Public Comment

Commentary: Remembering and Missing Naim and Halal Market

By Glen Hauer
Tuesday October 09, 2007

On Monday, a cardboard sign in the window of the Halal Market on San Pablo at University announced that it was closing. 

Inside, the formerly crammed shelves were nearly empty. Naim, the proprietor, usually a fixture behind the counter, was nowhere to be seen. A young nephew of Naim’s staffing the register responded to my astonished inquiry by informing me that Naim had had a heart attack. He was OK, taking it easy, still smoking.  

Halal means permissible according to Muslim law. So the shop sold no alcohol, no pork, and only meat slaughtered per that law. Above the merely permissible, upstairs there was a room for prayer—all were welcome, shoes removed. In the aisles next to the cartons of black tea were shelves of Islamic books for sale. And, depending on current events, Naim placed on his countertops handmade collection cans for humanitarian relief in various Muslim places. 

The Halal market first drew me in with its superb and very reasonably priced feta cheese, olives, and halvah. Later I discovered the amazing organic chicken, fresh on Thursdays, bulk spices and magnificent olive oil. Over time, I came to know Naim, who often offered tea and loved to make observations on Palestine, his homeland.  

Patrons did not merely shop at the Halal Market. Naim engaged us, even if we imagined that we were in a hurry. It would not do to simply sell something to someone he knew. He would talk with us, ask questions, state opinions. The result: there was usually a small knot of people from Pakistan, Iran, Lebanon, and neighboring places around Naim, congesting the checkout counter and the entryway, hanging out, arguing, relating.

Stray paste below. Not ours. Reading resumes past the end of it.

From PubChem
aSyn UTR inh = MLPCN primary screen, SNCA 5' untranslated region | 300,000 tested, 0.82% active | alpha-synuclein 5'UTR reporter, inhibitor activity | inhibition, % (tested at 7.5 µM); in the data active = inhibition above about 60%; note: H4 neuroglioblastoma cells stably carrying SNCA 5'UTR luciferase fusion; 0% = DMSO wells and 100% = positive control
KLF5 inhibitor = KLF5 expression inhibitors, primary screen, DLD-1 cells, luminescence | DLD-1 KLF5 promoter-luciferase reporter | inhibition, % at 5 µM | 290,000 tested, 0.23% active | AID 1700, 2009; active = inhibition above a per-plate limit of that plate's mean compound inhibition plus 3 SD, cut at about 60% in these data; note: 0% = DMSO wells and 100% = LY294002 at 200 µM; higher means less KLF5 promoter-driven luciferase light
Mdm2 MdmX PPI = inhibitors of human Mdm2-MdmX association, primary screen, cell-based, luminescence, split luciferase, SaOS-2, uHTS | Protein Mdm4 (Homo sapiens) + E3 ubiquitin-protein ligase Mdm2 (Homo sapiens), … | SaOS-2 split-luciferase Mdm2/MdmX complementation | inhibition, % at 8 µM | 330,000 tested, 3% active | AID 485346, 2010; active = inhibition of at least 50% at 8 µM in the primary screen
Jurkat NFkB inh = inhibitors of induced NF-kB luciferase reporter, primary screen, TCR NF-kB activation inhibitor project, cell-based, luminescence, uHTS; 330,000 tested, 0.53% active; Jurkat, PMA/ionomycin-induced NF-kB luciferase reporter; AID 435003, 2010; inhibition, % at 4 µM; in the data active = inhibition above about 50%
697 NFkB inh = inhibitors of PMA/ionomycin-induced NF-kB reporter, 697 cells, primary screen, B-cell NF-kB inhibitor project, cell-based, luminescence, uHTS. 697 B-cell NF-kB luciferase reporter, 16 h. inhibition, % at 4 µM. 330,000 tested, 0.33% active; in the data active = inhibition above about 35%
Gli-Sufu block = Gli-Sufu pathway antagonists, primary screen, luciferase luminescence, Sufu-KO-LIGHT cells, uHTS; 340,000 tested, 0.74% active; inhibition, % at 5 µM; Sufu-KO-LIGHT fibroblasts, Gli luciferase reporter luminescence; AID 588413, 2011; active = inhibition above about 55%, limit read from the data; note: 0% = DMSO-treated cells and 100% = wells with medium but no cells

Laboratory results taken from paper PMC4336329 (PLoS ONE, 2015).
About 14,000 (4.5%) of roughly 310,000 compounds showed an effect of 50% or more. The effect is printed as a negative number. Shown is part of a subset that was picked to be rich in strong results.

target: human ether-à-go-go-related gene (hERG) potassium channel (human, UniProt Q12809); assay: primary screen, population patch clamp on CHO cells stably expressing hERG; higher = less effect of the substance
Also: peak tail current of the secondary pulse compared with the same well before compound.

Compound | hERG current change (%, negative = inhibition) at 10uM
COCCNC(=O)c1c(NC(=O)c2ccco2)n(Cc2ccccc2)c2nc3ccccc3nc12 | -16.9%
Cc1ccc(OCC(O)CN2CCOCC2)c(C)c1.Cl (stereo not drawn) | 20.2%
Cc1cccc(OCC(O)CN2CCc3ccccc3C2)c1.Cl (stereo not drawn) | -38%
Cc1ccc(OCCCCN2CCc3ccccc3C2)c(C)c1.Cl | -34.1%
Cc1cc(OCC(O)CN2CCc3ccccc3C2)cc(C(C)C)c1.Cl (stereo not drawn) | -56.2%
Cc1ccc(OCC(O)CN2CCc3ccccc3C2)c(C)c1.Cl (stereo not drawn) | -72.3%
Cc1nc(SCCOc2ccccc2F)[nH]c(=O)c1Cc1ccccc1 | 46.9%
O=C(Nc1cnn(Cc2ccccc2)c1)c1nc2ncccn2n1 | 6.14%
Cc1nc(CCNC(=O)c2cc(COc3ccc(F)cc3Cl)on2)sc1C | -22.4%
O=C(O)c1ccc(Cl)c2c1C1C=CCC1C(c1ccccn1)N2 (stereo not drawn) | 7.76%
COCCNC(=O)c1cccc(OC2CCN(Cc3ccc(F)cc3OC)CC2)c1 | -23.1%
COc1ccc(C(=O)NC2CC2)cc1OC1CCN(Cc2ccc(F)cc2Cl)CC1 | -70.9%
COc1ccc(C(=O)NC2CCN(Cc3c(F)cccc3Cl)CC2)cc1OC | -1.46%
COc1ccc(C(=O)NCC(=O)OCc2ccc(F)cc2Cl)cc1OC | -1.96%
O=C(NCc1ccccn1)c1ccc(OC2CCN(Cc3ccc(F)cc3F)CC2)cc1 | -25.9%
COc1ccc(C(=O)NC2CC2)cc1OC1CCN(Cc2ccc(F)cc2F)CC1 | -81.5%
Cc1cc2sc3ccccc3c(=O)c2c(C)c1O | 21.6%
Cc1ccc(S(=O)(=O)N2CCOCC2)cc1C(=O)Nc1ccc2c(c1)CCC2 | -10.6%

Naim personally knew every item among the rainbow of foodstuffs in his packed shop. He would present a sample of the exquisite fresh roasted peanuts that he had just bought fifty pounds of, or recommend the Lebanese olive oil as the best. He would offer a fig from the spectacular seasonal shipment of Turkish figs with a terse but accurate “very good.” I came to learn that his pronouncements were reliably correct. 

The tall, mustachioed butcher who presided over the lamb and chicken display, and operated the vintage meat-cutting saw in the back of the shop generally addressed me as “brother,” as in, “Will there be anything else for you, brother?” I found this irresistible, and would respond by asking for “the organic chicken legs, brother.”  

The organization of the fragrant spices along one wall, and the airy display of amber honey towards the front all expressed Naim’s sensibilities. The entire store, from the “Palestine Unbreakable” cartoon under the glass countertop to the hookahs on the top shelves was an expression of Naim’s own personality. This became starkly evident in the dispirited shell of a market that existed, temporarily, without him, like the body of a person who has died.